The GUARDINT research team is pleased to introduce a new composite resource that collects and organises intelligence-related law, case law, and oversight reports from France, Germany, and the United Kingdom. The goal of this database is to enable more in-depth research into intelligence surveillance. Read on to find out exactly what’s included and how to use this new tool.

Why a database?

Democratic intelligence governance has become an increasingly intricate subject matter. Today, numerous laws and decrees shape how intelligence agencies work and how they are governed. The body of case law is also constantly growing due to a spike in strategic litigation in many countries. This goes hand in hand with more lengthy reports published by oversight bodies and other reviews and investigations that are conducted across democratic countries. 

However, many of these substantial documents are scattered across different institutions and platforms and are often not easily available or hidden behind obscure website structures. Broken hyperlinks that have ceased to point to the correct file or webpage are another complication.

So far, there has not been a thorough documentation effort to make such documents easily and readily available for researchers and the interested public. A recently published Surveillance Oversight Database aims to address this challenge and increase availability of documents specifically related to intelligence surveillance and oversight.

This publicly accessible and open-source database compiles legal documents, oversight reports, court decisions and regulatory frameworks from France, Germany, and the United Kingdom. These documents have been collected, tagged and uploaded by a transnational team of researchers. The database aims to provide an evolving document archive that supports comparative research and facilitates easy public access to these quintessential documents in one place. It is based on Uwazi, an open source software specifically designed to “make important, public information more accessible”.

What’s inside?

At this point, the database is a work in progress. It will expand over time by including data from more countries and a wider variety of document types. Currently, it includes over 300 documents, in three languages. For example, the French legislative frameworks from 1958, up to a recent ruling in the case of Privacy International vs. the UK from the European Court of Human Rights. English translations of documents are provided when available.

The documents are accessible both as fully searchable plain texts and in PDF. A range of metadata for each uploaded document allows filtering of the entries. Documents can be filtered by:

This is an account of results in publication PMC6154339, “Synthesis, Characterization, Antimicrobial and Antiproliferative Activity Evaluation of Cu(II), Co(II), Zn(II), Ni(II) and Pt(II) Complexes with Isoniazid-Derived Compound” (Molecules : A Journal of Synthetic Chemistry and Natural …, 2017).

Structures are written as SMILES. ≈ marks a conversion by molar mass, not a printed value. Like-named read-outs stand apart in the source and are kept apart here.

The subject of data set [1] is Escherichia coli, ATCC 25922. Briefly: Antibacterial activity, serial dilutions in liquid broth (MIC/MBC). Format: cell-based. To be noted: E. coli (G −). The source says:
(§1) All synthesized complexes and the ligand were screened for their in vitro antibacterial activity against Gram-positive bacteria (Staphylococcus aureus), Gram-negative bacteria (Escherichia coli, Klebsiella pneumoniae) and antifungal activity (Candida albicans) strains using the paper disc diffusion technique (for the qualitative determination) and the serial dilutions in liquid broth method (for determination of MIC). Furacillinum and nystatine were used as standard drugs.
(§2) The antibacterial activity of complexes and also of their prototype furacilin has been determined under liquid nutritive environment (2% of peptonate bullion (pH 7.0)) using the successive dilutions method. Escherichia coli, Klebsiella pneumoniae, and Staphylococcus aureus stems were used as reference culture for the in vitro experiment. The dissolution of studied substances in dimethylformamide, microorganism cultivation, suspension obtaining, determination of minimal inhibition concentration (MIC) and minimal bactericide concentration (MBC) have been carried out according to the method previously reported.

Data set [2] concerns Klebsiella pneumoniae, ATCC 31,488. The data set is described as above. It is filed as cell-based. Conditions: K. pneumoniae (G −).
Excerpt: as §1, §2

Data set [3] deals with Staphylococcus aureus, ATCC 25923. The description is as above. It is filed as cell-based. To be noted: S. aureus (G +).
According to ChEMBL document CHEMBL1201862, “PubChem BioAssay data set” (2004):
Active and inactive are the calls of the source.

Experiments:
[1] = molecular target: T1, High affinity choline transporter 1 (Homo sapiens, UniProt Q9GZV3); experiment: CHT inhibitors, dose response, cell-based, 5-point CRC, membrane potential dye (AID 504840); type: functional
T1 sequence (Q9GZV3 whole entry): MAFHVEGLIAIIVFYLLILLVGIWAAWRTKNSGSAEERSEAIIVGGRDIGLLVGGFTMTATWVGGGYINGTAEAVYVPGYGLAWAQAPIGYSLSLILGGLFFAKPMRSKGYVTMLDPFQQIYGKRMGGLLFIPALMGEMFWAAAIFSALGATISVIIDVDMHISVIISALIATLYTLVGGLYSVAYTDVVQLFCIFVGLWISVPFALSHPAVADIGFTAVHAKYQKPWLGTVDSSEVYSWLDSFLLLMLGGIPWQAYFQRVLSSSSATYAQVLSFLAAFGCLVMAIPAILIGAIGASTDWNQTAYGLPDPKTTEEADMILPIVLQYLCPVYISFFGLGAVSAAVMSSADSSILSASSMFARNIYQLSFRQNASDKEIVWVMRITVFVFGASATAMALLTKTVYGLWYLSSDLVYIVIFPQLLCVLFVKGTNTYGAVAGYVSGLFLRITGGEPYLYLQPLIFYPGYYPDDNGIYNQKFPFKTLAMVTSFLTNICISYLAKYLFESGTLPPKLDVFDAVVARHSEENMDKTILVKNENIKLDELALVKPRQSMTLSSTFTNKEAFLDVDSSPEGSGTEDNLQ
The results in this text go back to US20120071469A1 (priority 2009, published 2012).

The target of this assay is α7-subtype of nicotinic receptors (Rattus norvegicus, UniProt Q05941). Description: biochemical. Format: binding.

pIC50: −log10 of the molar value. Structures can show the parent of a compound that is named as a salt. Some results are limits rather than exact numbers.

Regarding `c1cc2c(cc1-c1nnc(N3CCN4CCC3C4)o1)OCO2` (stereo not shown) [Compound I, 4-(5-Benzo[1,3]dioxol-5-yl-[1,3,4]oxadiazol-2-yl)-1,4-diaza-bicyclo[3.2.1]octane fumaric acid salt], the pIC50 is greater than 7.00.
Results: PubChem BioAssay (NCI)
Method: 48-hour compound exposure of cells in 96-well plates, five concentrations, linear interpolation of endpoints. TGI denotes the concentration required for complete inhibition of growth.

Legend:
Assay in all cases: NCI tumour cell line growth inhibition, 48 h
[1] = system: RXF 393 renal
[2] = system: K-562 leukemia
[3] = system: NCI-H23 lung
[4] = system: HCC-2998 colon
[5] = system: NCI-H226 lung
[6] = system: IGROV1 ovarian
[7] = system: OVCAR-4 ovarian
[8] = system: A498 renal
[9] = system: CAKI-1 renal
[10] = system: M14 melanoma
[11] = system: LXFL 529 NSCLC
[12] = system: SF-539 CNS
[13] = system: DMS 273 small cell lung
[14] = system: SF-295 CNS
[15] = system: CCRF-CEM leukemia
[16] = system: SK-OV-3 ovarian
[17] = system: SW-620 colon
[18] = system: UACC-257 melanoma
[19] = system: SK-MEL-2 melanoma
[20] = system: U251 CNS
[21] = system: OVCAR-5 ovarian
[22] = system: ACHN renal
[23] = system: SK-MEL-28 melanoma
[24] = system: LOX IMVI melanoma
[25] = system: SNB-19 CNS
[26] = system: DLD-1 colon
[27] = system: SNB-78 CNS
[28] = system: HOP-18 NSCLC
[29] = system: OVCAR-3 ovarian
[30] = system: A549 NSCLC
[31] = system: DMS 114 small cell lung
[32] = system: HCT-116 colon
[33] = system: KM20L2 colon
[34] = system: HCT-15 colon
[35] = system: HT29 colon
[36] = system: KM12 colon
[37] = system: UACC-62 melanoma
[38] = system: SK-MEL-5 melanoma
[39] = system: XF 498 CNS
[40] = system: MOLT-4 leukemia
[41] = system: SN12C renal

• document type, such as laws and regulations, case law, or reports; 
  • bodies that published or adopted a document, such as legislative or executive bodies, courts or oversight bodies; 
  • countries, which are currently mainly France, Germany, and the United Kingdom; 
  • keywords, such as bulk or targeted surveillance;
  • time, either by searching for a specific date of adoption or a time range. 

The database additionally provides background information on the bodies that authored or adopted documents.

How to use it?

A guide for advanced search queries instructs users how to use wildcards and other powerful ways to perform queries in the database. For example, one can use ~ for proximity searches, meaning that “the status”~5 will find anything having “the” and “status” within a distance of 5 words, such as “the applicants’ potential victim status” or “the legal status”. With boolean functions such as AND, OR, and NOT, users could search for “retention AND acquisition NOT targeted” which will match anything containing both the words ‘retention’ and ‘acquisition’, and necessarily not containing the word ‘targeted’.

Next to quick and advanced full text searches, the database is also able to show connections between documents and bodies. By selecting a specific body, say the European Court of Human Rights, one can list all related judgments by clicking on the arrow symbol on the top right corner. The same goes for links between documents, e.g. judgments that reference other case law or litigation documents.

Snapshot of a database search in practice

The database also allows hyperlinks to specific pages in a document, such as the section about the work of the British Technology Advisory Panel on page 120 in IPCO’s Annual Report of 2018. It also provides an API (Application Programming Interface) that could, in the future, be used to visualise the collection of documents.

How to improve?

This publicly accessible database will hopefully make a contribution to closing the information gap on intelligence governance and serve as a tool to enable further research into this field. The initiators from the GUARDINT research team are open to any feedback on this database project. Going forward, with time and resources permitting, we hope to expand the body of catalogued documents. Language barriers can complicate the intake of documents from additional countries, because new documents need to be vetted for correctness and relevance. If readers from countries beyond the initial France, Germany, and the UK are interested in supporting the expansion of the database, we welcome you contacting us directly.

This research was funded by the Deutsche Forschungsgemeinschaft (DFG, German Research Foundation – Project Number 396819157).